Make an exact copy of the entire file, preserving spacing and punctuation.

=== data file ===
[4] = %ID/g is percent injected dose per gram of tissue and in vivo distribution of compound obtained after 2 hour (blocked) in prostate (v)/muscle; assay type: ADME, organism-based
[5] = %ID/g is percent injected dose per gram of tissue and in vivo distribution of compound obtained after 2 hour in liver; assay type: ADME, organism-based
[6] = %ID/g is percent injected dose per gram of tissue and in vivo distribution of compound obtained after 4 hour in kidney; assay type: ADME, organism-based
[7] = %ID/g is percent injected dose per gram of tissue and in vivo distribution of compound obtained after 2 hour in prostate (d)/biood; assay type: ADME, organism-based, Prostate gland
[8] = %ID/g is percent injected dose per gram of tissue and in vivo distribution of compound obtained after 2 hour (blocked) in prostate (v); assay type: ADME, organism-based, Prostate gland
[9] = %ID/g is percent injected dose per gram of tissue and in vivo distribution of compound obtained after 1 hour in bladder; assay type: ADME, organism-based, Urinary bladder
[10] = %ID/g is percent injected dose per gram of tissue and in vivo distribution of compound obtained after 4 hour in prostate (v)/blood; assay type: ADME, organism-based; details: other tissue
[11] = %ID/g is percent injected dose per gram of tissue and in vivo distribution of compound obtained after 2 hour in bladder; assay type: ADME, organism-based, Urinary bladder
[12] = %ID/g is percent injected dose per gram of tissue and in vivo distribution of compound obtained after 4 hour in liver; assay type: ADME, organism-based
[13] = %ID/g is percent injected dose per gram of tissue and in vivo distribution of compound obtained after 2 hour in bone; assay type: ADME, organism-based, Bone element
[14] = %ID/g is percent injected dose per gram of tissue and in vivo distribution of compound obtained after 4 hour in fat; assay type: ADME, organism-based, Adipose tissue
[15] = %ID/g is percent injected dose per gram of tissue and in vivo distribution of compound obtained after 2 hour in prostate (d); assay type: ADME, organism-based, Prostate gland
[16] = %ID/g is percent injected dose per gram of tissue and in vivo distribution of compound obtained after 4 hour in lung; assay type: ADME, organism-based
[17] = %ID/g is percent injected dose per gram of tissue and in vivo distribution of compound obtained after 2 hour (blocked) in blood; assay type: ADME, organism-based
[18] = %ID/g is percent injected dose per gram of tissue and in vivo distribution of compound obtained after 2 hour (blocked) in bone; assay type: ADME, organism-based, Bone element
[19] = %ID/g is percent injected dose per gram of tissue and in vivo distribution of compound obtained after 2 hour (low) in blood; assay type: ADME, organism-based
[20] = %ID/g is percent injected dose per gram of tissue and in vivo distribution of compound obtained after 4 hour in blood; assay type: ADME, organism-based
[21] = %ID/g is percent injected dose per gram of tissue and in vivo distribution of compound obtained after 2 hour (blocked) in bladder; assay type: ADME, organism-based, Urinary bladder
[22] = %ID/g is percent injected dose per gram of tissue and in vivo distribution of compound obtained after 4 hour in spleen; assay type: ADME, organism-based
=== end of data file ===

[4] = %ID/g is percent injected dose per gram of tissue and in vivo distribution of compound obtained after 2 hour (blocked) in prostate (v)/muscle; assay type: ADME, organism-based
[5] = %ID/g is percent injected dose per gram of tissue and in vivo distribution of compound obtained after 2 hour in liver; assay type: ADME, organism-based
[6] = %ID/g is percent injected dose per gram of tissue and in vivo distribution of compound obtained after 4 hour in kidney; assay type: ADME, organism-based
[7] = %ID/g is percent injected dose per gram of tissue and in vivo distribution of compound obtained after 2 hour in prostate (d)/biood; assay type: ADME, organism-based, Prostate gland
[8] = %ID/g is percent injected dose per gram of tissue and in vivo distribution of compound obtained after 2 hour (blocked) in prostate (v); assay type: ADME, organism-based, Prostate gland
[9] = %ID/g is percent injected dose per gram of tissue and in vivo distribution of compound obtained after 1 hour in bladder; assay type: ADME, organism-based, Urinary bladder
[10] = %ID/g is percent injected dose per gram of tissue and in vivo distribution of compound obtained after 4 hour in prostate (v)/blood; assay type: ADME, organism-based; details: other tissue
[11] = %ID/g is percent injected dose per gram of tissue and in vivo distribution of compound obtained after 2 hour in bladder; assay type: ADME, organism-based, Urinary bladder
[12] = %ID/g is percent injected dose per gram of tissue and in vivo distribution of compound obtained after 4 hour in liver; assay type: ADME, organism-based
[13] = %ID/g is percent injected dose per gram of tissue and in vivo distribution of compound obtained after 2 hour in bone; assay type: ADME, organism-based, Bone element
[14] = %ID/g is percent injected dose per gram of tissue and in vivo distribution of compound obtained after 4 hour in fat; assay type: ADME, organism-based, Adipose tissue
[15] = %ID/g is percent injected dose per gram of tissue and in vivo distribution of compound obtained after 2 hour in prostate (d); assay type: ADME, organism-based, Prostate gland
[16] = %ID/g is percent injected dose per gram of tissue and in vivo distribution of compound obtained after 4 hour in lung; assay type: ADME, organism-based
[17] = %ID/g is percent injected dose per gram of tissue and in vivo distribution of compound obtained after 2 hour (blocked) in blood; assay type: ADME, organism-based
[18] = %ID/g is percent injected dose per gram of tissue and in vivo distribution of compound obtained after 2 hour (blocked) in bone; assay type: ADME, organism-based, Bone element
[19] = %ID/g is percent injected dose per gram of tissue and in vivo distribution of compound obtained after 2 hour (low) in blood; assay type: ADME, organism-based
[20] = %ID/g is percent injected dose per gram of tissue and in vivo distribution of compound obtained after 4 hour in blood; assay type: ADME, organism-based
[21] = %ID/g is percent injected dose per gram of tissue and in vivo distribution of compound obtained after 2 hour (blocked) in bladder; assay type: ADME, organism-based, Urinary bladder
[22] = %ID/g is percent injected dose per gram of tissue and in vivo distribution of compound obtained after 4 hour in spleen; assay type: ADME, organism-based